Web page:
With the launch of early access for Shadow of Revan on Tuesday, Star Wars: the Old Republic retired a subscriber perk that had allowed hordes of casuals like myself to finally get through each class story and have a character at the former level cap. Today's article is about that perk and whether it ultimately had value to the game.
Don't worry, we here at MMORPG will be reviewing the new content properly, including both story and the new Discipline system, but in order to write a proper review, we need enough time in-game to make it fair. In the meantime, however, I'm going to look at that subscriber perk. I'll admit, I pretty much ditched most of my other games since the preorders went up for Shadow of Revan, including World of Warcraft's new expansion, because it could wait, and this was on a timer. The notion of getting to play through just the class stories (which are the game's strongest, most immersive and personal stories) is extremely appealing, especially if you're a player like me who actually does play multiple games and likes alts and simply does not plow through content faster than the Millennium Falcon on the Kessel Run. I set my completionist self aside for a couple of months so I could jump into the Star Wars pool of awesome and finally get those class stories sorted out. Ironic, when technically I'd already known (and forgotten) the basic gist of many of them due to having read the SWTOR Encyclopedia when it first came out. In fact, I spent my last day in 12x class XP replaying the female Jedi Knight story on another server because it was my first 50 and that was oh so long ago.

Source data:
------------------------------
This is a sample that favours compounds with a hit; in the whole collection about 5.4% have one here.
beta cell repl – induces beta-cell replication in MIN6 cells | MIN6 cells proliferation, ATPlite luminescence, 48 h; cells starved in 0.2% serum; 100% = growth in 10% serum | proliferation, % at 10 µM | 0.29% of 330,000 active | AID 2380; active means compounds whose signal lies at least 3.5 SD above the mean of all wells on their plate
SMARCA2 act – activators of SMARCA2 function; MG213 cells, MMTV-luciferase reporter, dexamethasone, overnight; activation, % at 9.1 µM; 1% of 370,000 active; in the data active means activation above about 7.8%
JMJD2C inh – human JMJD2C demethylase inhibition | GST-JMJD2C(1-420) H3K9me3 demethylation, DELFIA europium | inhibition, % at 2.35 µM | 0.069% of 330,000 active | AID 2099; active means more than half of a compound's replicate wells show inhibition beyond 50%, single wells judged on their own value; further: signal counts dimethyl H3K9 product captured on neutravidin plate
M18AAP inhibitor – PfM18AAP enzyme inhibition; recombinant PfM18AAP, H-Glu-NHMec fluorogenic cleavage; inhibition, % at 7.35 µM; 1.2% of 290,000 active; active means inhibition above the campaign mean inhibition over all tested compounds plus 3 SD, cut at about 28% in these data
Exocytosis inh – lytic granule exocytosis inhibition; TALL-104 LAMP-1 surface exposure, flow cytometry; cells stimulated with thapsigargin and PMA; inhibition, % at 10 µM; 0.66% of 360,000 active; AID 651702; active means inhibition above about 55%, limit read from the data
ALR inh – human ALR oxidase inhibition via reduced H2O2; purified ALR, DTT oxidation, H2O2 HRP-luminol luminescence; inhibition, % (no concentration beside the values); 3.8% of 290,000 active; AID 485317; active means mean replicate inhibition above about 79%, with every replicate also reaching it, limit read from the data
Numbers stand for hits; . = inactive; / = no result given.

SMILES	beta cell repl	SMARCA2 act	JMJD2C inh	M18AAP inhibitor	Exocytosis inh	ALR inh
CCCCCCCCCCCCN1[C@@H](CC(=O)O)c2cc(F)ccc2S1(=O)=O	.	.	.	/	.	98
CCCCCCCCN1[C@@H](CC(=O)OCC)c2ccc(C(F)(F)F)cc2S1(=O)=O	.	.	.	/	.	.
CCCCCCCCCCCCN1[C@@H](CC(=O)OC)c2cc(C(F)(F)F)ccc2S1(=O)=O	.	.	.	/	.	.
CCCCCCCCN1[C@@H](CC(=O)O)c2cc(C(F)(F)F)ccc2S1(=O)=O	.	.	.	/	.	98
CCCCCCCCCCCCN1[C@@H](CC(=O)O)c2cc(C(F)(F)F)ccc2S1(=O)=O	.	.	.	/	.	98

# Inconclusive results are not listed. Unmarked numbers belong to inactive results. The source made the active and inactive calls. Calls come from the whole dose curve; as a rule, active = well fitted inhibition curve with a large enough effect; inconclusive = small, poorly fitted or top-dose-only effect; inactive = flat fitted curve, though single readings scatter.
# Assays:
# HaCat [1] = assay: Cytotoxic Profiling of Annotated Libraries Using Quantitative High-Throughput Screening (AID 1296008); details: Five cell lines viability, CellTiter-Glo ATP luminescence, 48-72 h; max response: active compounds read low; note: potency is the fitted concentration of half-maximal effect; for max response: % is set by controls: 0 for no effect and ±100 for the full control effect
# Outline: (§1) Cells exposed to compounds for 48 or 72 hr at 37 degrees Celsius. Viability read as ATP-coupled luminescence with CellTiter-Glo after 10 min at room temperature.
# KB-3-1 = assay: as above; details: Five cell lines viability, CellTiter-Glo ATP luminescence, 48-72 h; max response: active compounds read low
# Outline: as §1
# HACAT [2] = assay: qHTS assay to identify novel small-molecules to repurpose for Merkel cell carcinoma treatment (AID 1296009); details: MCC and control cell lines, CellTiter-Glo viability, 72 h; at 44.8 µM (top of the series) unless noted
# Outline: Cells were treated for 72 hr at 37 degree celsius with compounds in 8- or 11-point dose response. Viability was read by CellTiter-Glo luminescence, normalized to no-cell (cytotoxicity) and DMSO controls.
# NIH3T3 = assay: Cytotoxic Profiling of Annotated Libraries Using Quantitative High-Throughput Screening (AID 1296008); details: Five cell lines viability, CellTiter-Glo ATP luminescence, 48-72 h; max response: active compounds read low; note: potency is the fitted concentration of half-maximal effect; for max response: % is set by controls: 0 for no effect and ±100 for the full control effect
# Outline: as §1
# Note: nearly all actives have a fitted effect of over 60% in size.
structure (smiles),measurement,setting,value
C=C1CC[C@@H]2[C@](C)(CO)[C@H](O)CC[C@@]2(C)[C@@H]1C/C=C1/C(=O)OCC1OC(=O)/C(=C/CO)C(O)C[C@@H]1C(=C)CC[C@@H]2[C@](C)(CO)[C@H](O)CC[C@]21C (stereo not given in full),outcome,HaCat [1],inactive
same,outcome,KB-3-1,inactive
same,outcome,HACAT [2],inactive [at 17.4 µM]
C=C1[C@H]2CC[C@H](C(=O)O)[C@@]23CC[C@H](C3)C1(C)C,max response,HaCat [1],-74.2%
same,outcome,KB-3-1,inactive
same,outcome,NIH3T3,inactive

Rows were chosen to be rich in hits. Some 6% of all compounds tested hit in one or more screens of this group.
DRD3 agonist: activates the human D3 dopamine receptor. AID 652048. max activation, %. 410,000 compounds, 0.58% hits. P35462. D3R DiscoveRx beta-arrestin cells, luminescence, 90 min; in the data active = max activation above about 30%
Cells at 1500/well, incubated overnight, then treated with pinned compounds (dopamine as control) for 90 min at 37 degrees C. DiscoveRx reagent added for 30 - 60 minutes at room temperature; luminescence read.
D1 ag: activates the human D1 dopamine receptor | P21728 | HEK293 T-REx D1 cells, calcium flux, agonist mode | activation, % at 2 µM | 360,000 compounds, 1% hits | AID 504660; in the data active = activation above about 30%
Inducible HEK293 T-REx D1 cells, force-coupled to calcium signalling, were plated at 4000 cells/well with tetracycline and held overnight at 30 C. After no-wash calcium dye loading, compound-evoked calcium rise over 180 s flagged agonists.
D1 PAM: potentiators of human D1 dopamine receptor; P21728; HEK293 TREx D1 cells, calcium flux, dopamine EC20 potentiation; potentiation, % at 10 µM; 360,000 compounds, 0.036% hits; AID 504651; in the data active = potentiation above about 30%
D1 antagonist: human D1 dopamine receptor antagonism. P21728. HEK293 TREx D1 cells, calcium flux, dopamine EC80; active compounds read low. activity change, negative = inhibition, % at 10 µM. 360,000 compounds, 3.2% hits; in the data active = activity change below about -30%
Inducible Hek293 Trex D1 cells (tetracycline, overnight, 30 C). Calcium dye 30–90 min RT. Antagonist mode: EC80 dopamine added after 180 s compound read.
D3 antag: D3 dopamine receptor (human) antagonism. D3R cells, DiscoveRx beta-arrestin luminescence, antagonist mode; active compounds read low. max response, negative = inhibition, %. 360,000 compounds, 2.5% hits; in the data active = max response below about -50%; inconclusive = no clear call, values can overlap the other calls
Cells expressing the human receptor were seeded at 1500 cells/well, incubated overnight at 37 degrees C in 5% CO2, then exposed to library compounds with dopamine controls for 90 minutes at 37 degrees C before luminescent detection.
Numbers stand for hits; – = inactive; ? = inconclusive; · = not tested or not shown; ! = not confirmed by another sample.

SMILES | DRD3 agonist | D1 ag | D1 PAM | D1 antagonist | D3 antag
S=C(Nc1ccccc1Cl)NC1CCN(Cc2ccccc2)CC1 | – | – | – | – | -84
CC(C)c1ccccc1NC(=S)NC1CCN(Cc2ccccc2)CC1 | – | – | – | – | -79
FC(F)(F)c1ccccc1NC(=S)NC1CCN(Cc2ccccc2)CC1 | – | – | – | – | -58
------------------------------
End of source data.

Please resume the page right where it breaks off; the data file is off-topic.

And yet, was the buff the godsend that it seemed to be? Perhaps. You'll note in the picture above that the medium-armor-wearing Sentinel is actually wearing a light armor Consular's chest piece. The logistics of 12x class XP quickly became evident. As a mechanic, any subscriber's character would stay on-level for the planets they visited if they did them in order. The added perk of have free training for additional abilities helped keep their credits afloat if not rolling in the cash, unless one bought or crafted upgrades every few levels. However, gear lagged severely behind level, and if one hadn't learned the rotations, then boss fights become harder due to companions dying early or not being able to hold aggro or heal well. So, I was wearing a mid-30s light armor piece with Willpower on it as a level 40 because the endurance and armor stats were better than the medium armor Strength piece that she'd had since finishing Coruscant.
Certainly, if you had alts on the same server, you could keep up with gear by crafting it or buying it if you had a stash of credits to play the GTN, but when you're power leveling like that, I suspect many players did as I did and simply kept chugging along, because we kept dinging every other quest. I think I spent most of my time on Monday simply getting from quest-giver to quest-giver to be able to hand in the quests. I saw no value in stopping every few levels to churn out more mods for orange shell gear and I didn't make enough credits to buy them off the GTN. There were just enough drops going to occasionally upgrade, but since I was running with the foul-mouthed Ewok Treek as my go-to companion all this time, most often I'd be spending my quest loot choices on the droid parts so I could pop out their mods and keep her going.
Another of the downsides to the focused class mission XP is the simple fact you miss everything. It takes time away to explore all of the planetary maps, to get through the jumping puzzles for all the datacrons that would help boost your stats, et cetera. You often miss codex entries for having killed various beasts along your way or various lore objects scattered about. It's nearly impossible to keep up on gathering crafts without taking precious time away from questing and worst of all, you miss the natural progression of companion stories.